When the plys become important
A dorky deep dive into the toilet paper shortage
Paper currency took on an entirely new meaning recently as toilet paper became a bit of a commodity. As some folks hoarded toilet paper and created a nationwide shortage, grocery stores began to ration it and Amazon developed a one month delay in shipping.
The Lotus Pad staff sent a message of community to customers when they started giving-out a roll of toilet paper with every to-go order. Owner Alexandra Omania explained that it just seemed like the right thing to do. Her benevolence in a time of scarcity was unique.
For many, the sacrifice of a few rolls from a personal stash became an act of great love. Alliances were drawn and quotes from the “spare a square” Seinfeld! episode once again surfaced in regular conversation. Memes began surfacing with individual squares of toilet paper labeled, “Monday, Tuesday, Wednesday...” Many families and friends across the nation began communicating about the two and three-ply sheets of paper as if it were an addiction.
Some professors on college campuses will likely toss the “Great Toilet Paper Shortage of 2020” into classroom discussion as a perfect example of groupthink.
Some universities are already discussing it. Yale University has started exploring the psychological factors of panic buying during a pandemic.
“I think we are seeing a perfect storm of psychological forces,” Nathan Novemsky’s article begins. “One is scarcity... scarcity makes everything seem more valuable. Another factor is control; consumers feel out of control about many aspects of the pandemic.” However, he went on to explain, people feel more in control when they can stock up on items. Also, providing things can be a way to care and concern for themselves and others.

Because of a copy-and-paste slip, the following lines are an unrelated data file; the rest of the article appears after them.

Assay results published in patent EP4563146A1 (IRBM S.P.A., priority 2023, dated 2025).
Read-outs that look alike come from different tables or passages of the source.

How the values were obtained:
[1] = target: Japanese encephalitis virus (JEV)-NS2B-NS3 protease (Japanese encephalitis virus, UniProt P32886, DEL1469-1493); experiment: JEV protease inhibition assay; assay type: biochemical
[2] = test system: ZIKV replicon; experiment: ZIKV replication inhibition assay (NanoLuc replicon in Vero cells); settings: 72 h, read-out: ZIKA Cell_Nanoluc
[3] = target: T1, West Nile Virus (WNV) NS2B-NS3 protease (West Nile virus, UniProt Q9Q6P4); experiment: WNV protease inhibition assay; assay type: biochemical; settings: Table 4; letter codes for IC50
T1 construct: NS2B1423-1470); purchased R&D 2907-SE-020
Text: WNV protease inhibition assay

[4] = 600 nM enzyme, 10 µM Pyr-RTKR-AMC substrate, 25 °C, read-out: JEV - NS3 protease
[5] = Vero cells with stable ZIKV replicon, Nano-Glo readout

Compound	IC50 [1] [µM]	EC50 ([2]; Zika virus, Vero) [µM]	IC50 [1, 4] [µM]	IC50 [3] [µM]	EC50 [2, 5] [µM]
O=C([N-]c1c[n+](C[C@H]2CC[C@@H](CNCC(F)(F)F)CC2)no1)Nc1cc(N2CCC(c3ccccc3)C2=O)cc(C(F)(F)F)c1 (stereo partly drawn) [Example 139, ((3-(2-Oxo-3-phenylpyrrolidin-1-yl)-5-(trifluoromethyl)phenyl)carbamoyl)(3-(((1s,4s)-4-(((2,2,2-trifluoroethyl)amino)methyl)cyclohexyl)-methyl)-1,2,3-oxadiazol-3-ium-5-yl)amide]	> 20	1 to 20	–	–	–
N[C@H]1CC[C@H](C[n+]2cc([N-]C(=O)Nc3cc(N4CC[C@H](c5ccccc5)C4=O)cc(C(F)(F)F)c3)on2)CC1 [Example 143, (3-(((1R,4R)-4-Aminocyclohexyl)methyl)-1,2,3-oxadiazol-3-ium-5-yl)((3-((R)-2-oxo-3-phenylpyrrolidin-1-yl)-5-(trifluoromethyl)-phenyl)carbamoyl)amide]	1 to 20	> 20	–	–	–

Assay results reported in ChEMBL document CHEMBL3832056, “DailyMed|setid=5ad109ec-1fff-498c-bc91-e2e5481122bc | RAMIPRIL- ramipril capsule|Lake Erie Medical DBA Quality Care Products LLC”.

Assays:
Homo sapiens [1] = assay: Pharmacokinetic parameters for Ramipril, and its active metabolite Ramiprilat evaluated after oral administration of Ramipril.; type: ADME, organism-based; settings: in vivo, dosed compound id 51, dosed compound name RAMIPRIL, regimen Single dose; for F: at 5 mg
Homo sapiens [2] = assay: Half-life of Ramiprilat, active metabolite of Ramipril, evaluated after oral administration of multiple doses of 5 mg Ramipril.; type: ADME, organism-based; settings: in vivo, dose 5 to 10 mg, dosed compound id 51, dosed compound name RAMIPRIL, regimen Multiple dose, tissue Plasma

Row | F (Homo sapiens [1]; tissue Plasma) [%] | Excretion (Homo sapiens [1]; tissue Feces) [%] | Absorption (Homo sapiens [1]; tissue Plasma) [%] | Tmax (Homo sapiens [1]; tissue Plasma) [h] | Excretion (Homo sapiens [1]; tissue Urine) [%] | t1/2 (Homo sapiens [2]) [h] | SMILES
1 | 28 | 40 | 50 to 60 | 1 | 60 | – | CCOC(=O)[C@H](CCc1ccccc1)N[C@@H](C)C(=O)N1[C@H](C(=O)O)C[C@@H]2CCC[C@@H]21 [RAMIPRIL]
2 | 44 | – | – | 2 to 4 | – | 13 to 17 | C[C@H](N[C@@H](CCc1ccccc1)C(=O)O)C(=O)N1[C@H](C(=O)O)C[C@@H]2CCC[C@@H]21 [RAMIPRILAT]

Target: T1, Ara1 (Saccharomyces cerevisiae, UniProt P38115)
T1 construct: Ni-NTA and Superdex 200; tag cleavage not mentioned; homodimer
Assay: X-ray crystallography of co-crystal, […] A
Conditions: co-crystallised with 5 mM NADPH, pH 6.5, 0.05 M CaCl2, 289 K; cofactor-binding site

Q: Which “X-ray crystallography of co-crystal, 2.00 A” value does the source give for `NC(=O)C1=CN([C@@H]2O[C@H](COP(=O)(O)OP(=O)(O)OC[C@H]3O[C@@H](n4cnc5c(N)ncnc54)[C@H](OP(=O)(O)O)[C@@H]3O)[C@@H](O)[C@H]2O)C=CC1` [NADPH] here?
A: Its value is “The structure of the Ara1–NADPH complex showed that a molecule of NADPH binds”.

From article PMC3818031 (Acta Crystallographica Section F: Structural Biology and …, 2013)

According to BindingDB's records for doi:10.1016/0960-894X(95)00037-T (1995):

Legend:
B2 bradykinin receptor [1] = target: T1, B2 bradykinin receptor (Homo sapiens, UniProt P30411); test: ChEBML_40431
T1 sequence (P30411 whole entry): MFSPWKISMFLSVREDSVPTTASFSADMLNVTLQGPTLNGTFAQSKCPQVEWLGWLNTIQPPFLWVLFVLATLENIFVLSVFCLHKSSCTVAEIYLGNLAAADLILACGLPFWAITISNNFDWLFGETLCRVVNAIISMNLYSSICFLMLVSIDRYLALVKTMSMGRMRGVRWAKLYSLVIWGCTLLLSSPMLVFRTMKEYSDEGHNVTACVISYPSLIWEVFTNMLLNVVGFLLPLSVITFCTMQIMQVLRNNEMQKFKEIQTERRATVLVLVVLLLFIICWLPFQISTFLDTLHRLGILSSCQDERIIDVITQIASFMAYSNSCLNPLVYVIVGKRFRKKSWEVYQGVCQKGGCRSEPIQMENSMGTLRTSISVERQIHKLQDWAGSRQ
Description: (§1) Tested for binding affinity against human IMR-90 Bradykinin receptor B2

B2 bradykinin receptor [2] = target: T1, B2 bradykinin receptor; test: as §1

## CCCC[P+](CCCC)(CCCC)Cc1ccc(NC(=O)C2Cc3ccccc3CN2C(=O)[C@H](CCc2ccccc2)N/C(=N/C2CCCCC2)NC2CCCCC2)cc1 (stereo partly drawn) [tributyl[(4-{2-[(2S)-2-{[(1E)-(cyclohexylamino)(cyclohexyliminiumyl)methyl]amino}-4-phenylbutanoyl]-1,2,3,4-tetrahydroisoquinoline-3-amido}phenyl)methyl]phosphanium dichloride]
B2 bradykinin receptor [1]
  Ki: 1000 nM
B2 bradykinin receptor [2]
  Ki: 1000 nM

Yet, could there be something at play beyond psychology?
Dr. Franke Wilmer, professor of political science at Montana State University explained another possible contributing factor this way: “Elasticity (the ability of demand for something to change in one direction or the other in response to market variables like price) varies in part by the degree to which it is possible to substitute something else for the goods in question."
“You may have some old magazines, or even photos of old boyfriends you wouldn’t mind using instead of toilet paper, but I think other than tissues and paper towels, there’s little substitutability for actual tp,” she said.
Where did toilet paper come from, anyway? What did people use before and what could be used as back-up now?
According to a Farmer’s Almanac article, toilet paper initially surfaced in China during the 6th century and was manufactured on a large scale in the 14h century in modern day Zhejiang province. Modern toilet paper did not hit the United States until the mid 19th Century.
Before toilet paper was mainstreamed and accepted as the end all and be all of options, people used water and “the mechanical action of the left hand.” In ancient Greece, people used bits of pottery with enemies' names inscribed upon them; the Romans used sponges on sticks soaked in saltwater or vinegar.
Bidets, sticks, corn cobs, which were “surprisingly soft”, sea shells, newspaper – hey, don’t get any ideas, telephone books, the Sears Roebuck catalog, the Farmer’s Almanac, hay and grass, leaves, rocks. Draw your own conclusions – do these sound sanitary, safe, or soft?
Hence, the toilet paper crunch. Ew. Let’s rephrase – the toilet paper importance and scarcity.
Dr. Wilmer also noted that according to a United Nations report half the people of the world do not have access to a toilet or a clean latrine – often having to head to bushes or fields.
“Only 30% of the world uses toilet paper,” she said.